Odile pronounces her English in that accent so charming to American ears; she is indeed French -- in speech and manner -- but completely lacking those overtones of chauvinism characteristic of so many French intellectuals. Her cultural interests range far beyond the borders of France, to the new writing coming out of Africa, clandestine literature circulating in Russia (Odile is fluent in Russian) and Eastern Europe; young Canadian novelists and poets -- any dynamic and significant thrust from any quarter, especially if the work is written in -- or translated into -- English. A love affair with American writing began at the University of Massachusetts in Amherst where she studied Afro- American literature; she then made an even closer examination of Afro-American life during a journalistic tour of the Deep South in the '60s, that crisis time of confrontation and upheaval. This encounter with the nightmare aspect of the American dream did not diminish her determination to pursue film- making in Washington, D.C., but eventually Odile realized that her roots in France (she was born in the Midi; her father, an officer in the Resistance, was killed during the Occupation) went too deep to ignore. Her expatriate experience, combined with her attachment to things literary, led to the founding of the Village Voice in 1982 in a narrow storefront (decor by her architect brother) on the rue Princesse. Odile Hellier became local ambassador to the arts.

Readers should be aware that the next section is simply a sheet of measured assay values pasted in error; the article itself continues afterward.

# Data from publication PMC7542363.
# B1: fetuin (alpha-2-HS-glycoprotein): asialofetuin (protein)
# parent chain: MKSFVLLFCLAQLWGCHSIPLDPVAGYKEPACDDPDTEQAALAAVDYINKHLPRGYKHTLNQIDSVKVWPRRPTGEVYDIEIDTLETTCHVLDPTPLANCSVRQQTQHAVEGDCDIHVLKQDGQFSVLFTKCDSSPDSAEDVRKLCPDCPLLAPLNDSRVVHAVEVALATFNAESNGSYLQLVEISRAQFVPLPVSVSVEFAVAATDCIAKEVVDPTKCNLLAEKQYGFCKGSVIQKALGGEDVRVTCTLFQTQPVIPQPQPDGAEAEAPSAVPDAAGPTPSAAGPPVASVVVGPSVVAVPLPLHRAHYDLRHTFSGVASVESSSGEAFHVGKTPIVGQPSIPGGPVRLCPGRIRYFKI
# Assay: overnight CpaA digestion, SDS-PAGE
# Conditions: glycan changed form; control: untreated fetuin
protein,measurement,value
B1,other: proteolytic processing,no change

Ted Joans, jazz poet and literary diplomat- at-large, stopped at our table (drinking Guinness from a bottle in a paper sack) to discuss two novelists e had introduced at a recent Shakespeare & Company reading. Odile did not flinch at hearing the word on activities sponsored by her competitor, George Whitman. A natural and inevitable overlap of interests (Noel Fitch has had book-signing evenings at both bookstores) has not led to the personal rivalry -- sometimes bitter and lifelong, as with Gertrude Stein and Ezra Pound -- that marked the competing salons of the 1920s.

A Japanese painter worked his way through the crowded downstairs to call out an au revoir to Odile, after which she explained: "A fantastic painter, and I would love to show his work here but the canvasses are huge, much too large for my little walls."

With all else -- mail-drop, grapevine, bookstore with caf,e ambiance -- the Village Voice is the launching pad and promotional center for the new literary quarterlies and avant- garde publications: Paris Exiles, Moving Letters, Frank, Sphinx (literature from the women's movement), as well as the fashionable Passion, a lively new general magazine.

Possibly, as in the Paris '20s, editors and contributors to the literary magazines will be the names to follow in the years to come: Jim Haynes of Handshake Editions, Edmund White (Caracole), Kathy Acker (Don Quixote in America), David Applefield, editor of Frank, Pierre Joris, poet and translater . . . but there are more names than Odile can list at a sitting, some of them only transiently associated with Paris.

On my return to the Right Bank I took the venerable Pont Neuf, soon to be completely enshrouded in sailcloth by Christo and his 145 assistants. For 20 years I have strolled across the Pont Neuf and althought I prefer this work of art au naturel to gift-wrapped, I am intrigued and somehow elated to know that the air and artifacts of Paris continue to inspire acts of creative originality, even daring. (I am also relieved to know the bridge will be unwrapped two weeks later.)